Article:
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J Expo Sci Environ Epidemiol. 2012 Mar-Apr;22(2):116-25. doi: 10.1038/jes.2011.23. Epub 2011 Jul 27.

Feasibility of using web surveys to collect time-activity data.

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  • 1Department of Public Health Sciences, University of California, Davis, California, USA.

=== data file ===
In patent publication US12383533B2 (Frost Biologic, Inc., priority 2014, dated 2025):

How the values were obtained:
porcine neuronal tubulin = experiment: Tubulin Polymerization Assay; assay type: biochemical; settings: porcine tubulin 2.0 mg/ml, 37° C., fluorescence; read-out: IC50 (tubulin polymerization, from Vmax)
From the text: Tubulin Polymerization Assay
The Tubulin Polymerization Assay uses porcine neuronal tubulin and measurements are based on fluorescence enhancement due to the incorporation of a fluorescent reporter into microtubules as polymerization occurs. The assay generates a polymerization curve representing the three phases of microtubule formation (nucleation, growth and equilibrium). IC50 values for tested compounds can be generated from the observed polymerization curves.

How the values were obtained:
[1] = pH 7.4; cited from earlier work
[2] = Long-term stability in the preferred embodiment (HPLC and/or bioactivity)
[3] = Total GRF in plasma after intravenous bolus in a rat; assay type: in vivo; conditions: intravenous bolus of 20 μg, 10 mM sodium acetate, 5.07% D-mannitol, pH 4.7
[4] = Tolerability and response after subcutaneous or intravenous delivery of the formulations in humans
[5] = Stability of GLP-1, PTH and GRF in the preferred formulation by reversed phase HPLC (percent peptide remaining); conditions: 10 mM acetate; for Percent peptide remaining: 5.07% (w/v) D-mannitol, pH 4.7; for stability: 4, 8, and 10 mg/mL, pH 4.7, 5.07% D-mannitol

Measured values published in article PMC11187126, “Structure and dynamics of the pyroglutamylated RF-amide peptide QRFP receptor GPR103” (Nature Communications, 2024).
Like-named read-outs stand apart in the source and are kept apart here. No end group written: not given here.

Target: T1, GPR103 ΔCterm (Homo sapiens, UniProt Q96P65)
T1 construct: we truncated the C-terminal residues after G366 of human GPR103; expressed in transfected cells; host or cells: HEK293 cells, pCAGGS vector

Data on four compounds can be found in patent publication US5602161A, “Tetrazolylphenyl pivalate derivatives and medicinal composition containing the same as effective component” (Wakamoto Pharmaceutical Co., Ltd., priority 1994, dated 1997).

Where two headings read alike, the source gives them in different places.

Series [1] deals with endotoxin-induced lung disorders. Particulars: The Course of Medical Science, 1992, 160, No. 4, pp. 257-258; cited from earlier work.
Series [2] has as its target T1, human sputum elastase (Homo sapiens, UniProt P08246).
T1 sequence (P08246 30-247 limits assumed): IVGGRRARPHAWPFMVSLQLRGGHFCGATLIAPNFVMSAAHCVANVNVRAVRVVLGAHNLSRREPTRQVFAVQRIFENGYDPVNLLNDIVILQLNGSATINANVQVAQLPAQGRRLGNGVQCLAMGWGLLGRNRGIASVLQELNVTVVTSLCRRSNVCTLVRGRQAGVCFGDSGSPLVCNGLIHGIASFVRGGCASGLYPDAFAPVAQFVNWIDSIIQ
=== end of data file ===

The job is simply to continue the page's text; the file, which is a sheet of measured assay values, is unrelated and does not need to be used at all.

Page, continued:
Time-activity data are traditionally collected by telephone interviews or through paper diaries, which are time consuming and costly. As a potential alternative that may greatly save staff time, a web survey to collect time-activity data was developed and tested in this study. We collected 24-h recall web diaries from 151 parents of young children mostly under 55 years of age (who also answered for their children) and 55 older adults (≥ 55 years of age) both on a weekday and a weekend day every 3 months during an 18-month period. The performance and reliability of the web surveys collected were evaluated, including the survey-completion rate, and the percentage of surveys with unreasonable time being reported as spent sleeping and with missing reports of being in transit between locations. We also compared the web-survey data with time-activity information we collected from the same subjects in telephone interviews and found that these data sources were fairly consistent with each other. However, we observed slightly more compliance issues for the web than the telephone survey, but most of these issues could be addressed and minimized by refining some questions or the survey interface. Our study suggests that it is critical to reduce participants' burden and improve survey interface design for optimal compliance and data quality. In conclusion, web surveys are a promising method to consider for time-activity data collection.

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